Data distribution was tested using the Shapiro-Wilk test. Patient characteristics were described using median (P25, P75) (interquartile range [IQR]), or frequency and percentage, as appropriate. A non-parametric test (Mann-Whitney U test or Kruskal-Wallis test) was applied for data with non-normal distribution or heterogeneity of variances. Categorical data were compared using the Pearson Chi-squared test, Kaplan-Meier curves were analyzed using log-rank tests. The Cox regression model was used to analyse the independent effects of various parameters on 30 day mortality. Statistical significance was defined as p < 0.05. All statistical analyses were performed with R software (version 3.4.3).


Baseline Patient Characteristics

A total of 1,051 patients were included in this study. Patients were divided into either a hyperammonemia group (n = 443) or a non-hyperammonemia group (n = 608). Variables with missing data are relatively common in the MIMIC III database. The percentage of missing values for lactate (33.2%), albumin (45.6%), bilirubin (71.3%), pH (25.7%), SpO2 (27.2%) were significant, which were excluded from this study. The percentage of missing values of PTT (11.23%), INR (10.6%), PT (10.6%), ALT (12.3), AST (12.3) were <13%, and the other variables included were <2%. We replaced any missing values of the included variables with multiple imputation. The detailed process of data extraction is shown in Figure 1.


Figure 1. Flow chart of patient selection. MIMIC-III, Medical Information Mart for Intensive Care III.

The baseline characteristics, vital signs, laboratory parameters, diagnoses, microbiology results, drug types used, surgeries performed and outcomes for the patients are summarized in Table 1. Differences in age, sex, systolic blood pressure, INR, PT, and ammonia between the hyperammonemia group and the non-hyperammonemia group were statistically significant. The incidence of obesity (8.8 vs. 4.8%) and orthopedic surgery (4.5 vs. 2.5%), corticosteroids (61.6 vs. 44.4%), carbamazepine (8.1 vs. 3.1%), valproic acid (9.7 vs. 5.9%), epilepsy (19.0 vs. 10.9%), and disorders of urea cycle metabolism (0.9 vs. 0.0%) were significantly higher in patients with hyperammonemia than in patients with non-hyperammonemia. In our cohort, ammonia levels showed no correlation with sepsis, gastrointestinal bleeding, intestinal infections, urinary tract infections, anemia, heart failure, kidney failure, microbiology results, or surgeries on other parts of the body.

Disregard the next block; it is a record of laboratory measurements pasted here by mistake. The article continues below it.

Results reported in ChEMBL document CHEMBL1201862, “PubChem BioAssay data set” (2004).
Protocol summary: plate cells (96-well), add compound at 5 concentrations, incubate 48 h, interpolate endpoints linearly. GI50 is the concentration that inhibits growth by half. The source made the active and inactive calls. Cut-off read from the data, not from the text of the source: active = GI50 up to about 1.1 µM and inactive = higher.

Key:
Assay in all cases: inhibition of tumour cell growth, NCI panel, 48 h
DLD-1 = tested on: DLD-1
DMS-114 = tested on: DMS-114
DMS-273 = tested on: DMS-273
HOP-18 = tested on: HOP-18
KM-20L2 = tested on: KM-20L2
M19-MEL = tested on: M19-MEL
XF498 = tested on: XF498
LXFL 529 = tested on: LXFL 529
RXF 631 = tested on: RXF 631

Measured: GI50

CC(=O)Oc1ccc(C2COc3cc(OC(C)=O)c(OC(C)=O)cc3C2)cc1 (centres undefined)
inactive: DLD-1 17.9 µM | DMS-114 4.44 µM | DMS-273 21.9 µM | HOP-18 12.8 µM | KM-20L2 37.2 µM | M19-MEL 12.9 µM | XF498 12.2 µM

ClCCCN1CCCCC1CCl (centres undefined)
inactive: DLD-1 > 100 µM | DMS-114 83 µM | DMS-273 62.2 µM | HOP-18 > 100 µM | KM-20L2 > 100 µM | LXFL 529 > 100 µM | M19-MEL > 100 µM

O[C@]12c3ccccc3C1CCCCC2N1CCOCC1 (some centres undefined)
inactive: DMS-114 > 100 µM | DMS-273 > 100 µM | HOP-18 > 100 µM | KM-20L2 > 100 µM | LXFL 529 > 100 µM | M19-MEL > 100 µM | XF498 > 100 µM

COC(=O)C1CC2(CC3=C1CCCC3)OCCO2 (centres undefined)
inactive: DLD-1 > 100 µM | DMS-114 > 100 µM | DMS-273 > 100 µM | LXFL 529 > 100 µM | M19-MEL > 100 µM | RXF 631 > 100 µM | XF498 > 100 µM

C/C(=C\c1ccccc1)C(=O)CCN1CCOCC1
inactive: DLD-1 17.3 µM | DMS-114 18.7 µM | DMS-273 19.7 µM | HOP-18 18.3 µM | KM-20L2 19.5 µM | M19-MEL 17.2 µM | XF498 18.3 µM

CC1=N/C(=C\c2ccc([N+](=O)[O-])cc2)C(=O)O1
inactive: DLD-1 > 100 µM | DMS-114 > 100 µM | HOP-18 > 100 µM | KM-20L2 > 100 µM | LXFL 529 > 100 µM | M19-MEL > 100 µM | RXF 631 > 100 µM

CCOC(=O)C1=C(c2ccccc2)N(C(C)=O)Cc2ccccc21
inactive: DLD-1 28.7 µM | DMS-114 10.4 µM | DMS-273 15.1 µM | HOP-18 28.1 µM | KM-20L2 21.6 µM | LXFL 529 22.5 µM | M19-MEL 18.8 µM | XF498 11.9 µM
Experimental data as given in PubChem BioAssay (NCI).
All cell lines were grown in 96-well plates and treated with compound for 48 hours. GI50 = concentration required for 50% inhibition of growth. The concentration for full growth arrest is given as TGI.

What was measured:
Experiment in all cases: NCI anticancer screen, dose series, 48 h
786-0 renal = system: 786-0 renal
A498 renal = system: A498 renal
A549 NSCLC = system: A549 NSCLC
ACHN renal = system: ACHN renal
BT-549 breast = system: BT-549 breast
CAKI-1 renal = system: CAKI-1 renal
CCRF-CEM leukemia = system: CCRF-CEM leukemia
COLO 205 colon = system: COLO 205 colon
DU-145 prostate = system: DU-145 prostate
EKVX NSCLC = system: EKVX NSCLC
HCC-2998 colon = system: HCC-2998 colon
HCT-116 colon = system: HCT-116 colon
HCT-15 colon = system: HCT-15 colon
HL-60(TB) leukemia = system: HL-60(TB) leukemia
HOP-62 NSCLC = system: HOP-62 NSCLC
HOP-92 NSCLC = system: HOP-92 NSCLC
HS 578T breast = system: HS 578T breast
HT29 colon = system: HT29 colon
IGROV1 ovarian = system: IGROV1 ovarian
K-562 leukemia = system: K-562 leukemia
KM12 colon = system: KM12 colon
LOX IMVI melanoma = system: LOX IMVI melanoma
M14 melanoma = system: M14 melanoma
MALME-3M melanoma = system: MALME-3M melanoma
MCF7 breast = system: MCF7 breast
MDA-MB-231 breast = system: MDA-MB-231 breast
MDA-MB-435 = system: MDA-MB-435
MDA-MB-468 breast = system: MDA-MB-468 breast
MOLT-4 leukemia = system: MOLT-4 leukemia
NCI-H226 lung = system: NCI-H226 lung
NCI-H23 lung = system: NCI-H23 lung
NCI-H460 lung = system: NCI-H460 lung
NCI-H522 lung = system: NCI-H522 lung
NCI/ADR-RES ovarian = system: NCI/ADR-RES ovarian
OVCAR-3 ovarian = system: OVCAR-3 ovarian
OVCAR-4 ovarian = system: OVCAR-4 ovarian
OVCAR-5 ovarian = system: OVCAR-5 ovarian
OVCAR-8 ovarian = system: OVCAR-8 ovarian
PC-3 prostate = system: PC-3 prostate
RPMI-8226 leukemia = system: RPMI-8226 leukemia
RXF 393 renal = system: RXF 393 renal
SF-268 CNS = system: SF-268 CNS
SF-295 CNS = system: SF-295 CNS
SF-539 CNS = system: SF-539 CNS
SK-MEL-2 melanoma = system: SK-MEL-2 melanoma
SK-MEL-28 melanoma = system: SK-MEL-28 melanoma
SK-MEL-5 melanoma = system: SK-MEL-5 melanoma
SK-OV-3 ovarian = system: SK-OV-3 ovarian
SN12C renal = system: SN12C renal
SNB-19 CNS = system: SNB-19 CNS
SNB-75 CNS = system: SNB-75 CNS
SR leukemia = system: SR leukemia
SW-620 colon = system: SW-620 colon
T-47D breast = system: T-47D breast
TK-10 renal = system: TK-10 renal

Table 1. Baseline characteristics of the hyperammonemia and non-hyperammonemia groups.

Patient Outcomes

Table 2 shows the outcomes for the hyperammonemia and hyperammonemia groups. There were no significant differences in patients with delirium, encephalopathy, cerebral edema, coma, the scores of disease severity, length of hospital or ICU stay. Patients in the non-hyperammonemia group had better outcomes (30 day mortality, 18.1 vs. 23.0%; renal replacement therapy, 4.8 vs. 7.4%) than the hyperammonemia group, but, there were no significant differences in patient 90 day mortality or 1 year mortality (see Table 2, Supplementary Materials 2, 3 for more detail).


Table 2. Outcomes of the hyperammonemia and non-hyperammonemia groups.

Ammonia Was an Independent Prognostic Predictor